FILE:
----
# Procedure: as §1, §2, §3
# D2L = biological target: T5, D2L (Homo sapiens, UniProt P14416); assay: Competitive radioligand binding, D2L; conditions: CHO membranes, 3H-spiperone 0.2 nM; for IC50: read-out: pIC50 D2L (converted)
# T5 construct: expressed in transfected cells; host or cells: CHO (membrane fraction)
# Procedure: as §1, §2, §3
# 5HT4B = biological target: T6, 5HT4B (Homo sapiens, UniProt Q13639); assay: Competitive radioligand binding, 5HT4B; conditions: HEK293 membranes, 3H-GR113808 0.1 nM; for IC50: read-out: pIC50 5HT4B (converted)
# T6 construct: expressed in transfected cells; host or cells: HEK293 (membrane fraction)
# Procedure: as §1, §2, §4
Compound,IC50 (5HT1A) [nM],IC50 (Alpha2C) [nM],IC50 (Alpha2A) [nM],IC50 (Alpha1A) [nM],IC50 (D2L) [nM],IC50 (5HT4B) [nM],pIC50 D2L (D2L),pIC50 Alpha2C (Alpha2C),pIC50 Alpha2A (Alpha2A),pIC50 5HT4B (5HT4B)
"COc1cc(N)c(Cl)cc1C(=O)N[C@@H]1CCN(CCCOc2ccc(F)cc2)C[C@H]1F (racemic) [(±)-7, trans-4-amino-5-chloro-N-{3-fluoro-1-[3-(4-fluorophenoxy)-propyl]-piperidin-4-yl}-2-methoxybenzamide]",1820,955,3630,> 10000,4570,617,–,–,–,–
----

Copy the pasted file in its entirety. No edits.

# Procedure: as §1, §2, §3
# D2L = biological target: T5, D2L (Homo sapiens, UniProt P14416); assay: Competitive radioligand binding, D2L; conditions: CHO membranes, 3H-spiperone 0.2 nM; for IC50: read-out: pIC50 D2L (converted)
# T5 construct: expressed in transfected cells; host or cells: CHO (membrane fraction)
# Procedure: as §1, §2, §3
# 5HT4B = biological target: T6, 5HT4B (Homo sapiens, UniProt Q13639); assay: Competitive radioligand binding, 5HT4B; conditions: HEK293 membranes, 3H-GR113808 0.1 nM; for IC50: read-out: pIC50 5HT4B (converted)
# T6 construct: expressed in transfected cells; host or cells: HEK293 (membrane fraction)
# Procedure: as §1, §2, §4
Compound,IC50 (5HT1A) [nM],IC50 (Alpha2C) [nM],IC50 (Alpha2A) [nM],IC50 (Alpha1A) [nM],IC50 (D2L) [nM],IC50 (5HT4B) [nM],pIC50 D2L (D2L),pIC50 Alpha2C (Alpha2C),pIC50 Alpha2A (Alpha2A),pIC50 5HT4B (5HT4B)
"COc1cc(N)c(Cl)cc1C(=O)N[C@@H]1CCN(CCCOc2ccc(F)cc2)C[C@H]1F (racemic) [(±)-7, trans-4-amino-5-chloro-N-{3-fluoro-1-[3-(4-fluorophenoxy)-propyl]-piperidin-4-yl}-2-methoxybenzamide]",1820,955,3630,> 10000,4570,617,–,–,–,–